Undercorrection is one of the most common complications of LASIK surgery. This means that the laser removes very little tissue from the eye, which is why it is so common. Although relatively rare, undercorrection or overcorrection are possible complications of LASIK. In the past, the need to improve LASIK was more frequent due to the lack of technology.
However, with the introduction of wavefront technology, the need to repeat the treatment has been reduced. The most common symptom that can occur up to five years after LASIK surgery is blurred or distorted vision that cannot be corrected with eyeglasses. The type of inflammation most commonly associated with LASIK is called diffuse lamellar keratitis (DLK). Undercorrection is the most common cause of return requests, and it usually occurs in people who had trouble seeing distant objects clearly and expected to see them better after the procedure.
Thanks to technological advances, major LASIK complications are now rare. Millions of people around the world have undergone LASIK surgery and are satisfied with the results. However, there is still a small risk that the eyes will not be corrected enough or will be overcorrected, so a second surgery may be necessary to correct persistent problems from the first. After a while, LASIK surgery is a common way to correct persistent astigmatism or undercorrection errors.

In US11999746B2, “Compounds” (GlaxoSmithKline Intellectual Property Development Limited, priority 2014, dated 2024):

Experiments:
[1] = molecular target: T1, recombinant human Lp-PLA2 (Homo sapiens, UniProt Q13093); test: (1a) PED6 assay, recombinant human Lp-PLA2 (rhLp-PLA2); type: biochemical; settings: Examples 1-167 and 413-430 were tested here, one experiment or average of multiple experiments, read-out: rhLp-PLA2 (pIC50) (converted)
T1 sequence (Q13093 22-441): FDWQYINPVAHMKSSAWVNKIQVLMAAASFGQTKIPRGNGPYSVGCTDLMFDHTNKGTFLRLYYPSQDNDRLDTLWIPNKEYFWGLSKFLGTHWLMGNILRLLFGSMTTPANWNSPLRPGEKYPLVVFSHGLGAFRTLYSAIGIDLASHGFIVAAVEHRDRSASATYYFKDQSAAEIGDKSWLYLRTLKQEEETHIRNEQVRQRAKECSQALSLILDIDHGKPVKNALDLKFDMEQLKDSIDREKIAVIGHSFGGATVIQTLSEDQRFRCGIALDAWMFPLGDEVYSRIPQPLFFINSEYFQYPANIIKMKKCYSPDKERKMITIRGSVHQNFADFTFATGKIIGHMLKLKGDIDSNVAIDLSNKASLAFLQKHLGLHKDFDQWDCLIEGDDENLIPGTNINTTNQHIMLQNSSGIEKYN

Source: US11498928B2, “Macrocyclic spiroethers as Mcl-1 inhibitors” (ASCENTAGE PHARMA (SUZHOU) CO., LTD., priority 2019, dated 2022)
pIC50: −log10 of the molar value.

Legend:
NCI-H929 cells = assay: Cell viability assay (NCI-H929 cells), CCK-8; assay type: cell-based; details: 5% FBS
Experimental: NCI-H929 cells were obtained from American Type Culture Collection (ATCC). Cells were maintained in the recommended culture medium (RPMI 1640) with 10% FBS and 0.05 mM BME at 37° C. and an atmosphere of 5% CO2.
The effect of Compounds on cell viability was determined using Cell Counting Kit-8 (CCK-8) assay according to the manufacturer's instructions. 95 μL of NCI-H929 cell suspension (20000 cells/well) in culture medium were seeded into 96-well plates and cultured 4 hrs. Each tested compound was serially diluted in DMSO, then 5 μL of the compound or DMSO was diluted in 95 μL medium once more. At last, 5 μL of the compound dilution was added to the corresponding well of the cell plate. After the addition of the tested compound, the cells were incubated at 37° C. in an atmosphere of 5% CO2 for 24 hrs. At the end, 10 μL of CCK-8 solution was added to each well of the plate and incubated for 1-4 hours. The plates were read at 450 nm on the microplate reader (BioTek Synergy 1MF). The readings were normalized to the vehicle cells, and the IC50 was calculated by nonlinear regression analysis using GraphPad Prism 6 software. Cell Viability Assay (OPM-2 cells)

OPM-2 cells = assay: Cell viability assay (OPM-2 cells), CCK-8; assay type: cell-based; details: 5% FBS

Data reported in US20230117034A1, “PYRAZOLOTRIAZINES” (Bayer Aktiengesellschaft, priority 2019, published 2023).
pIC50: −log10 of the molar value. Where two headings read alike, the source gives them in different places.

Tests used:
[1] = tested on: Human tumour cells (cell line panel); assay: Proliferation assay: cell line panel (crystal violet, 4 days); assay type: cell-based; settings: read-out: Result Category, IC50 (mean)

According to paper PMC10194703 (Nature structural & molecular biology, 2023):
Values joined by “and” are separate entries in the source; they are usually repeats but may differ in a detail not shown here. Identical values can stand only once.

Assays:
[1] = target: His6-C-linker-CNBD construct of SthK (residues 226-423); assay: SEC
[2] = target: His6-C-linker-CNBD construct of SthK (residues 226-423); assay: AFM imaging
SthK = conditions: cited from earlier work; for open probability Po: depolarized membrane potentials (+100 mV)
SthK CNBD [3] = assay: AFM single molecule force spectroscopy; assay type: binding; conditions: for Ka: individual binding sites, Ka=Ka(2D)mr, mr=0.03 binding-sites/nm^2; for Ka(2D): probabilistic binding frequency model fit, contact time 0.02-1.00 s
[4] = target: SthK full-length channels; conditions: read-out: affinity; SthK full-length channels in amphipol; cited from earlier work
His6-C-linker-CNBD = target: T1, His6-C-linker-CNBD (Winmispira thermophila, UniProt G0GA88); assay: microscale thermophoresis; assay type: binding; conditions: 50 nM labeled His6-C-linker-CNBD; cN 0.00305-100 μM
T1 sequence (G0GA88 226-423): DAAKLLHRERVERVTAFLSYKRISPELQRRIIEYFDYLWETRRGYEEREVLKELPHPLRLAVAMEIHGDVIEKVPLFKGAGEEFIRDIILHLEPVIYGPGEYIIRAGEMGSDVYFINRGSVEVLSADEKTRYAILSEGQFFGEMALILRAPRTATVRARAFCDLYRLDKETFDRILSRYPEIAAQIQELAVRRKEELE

The reasons why improvements may be needed include undercorrection of the vision problem, excessive correction that causes eye fatigue, problems with the epithelial flap during the healing process, or infection. Despite this, LASIK remains the most commonly performed laser refractive surgery to correct vision. Undercorrection was more common in eyes that had undergone a photorefractive keratectomy than in those that had undergone a photoastigmatic refractive keratectomy (odds ratio, 0.40; 95% confidence interval, 0.25 to 0.60). The most common complications of LASIK are infection or dry eye that persists for more than six months.
Fortunately for anyone who needs or wants an improvement, complications are as common or less likely than in the first procedure.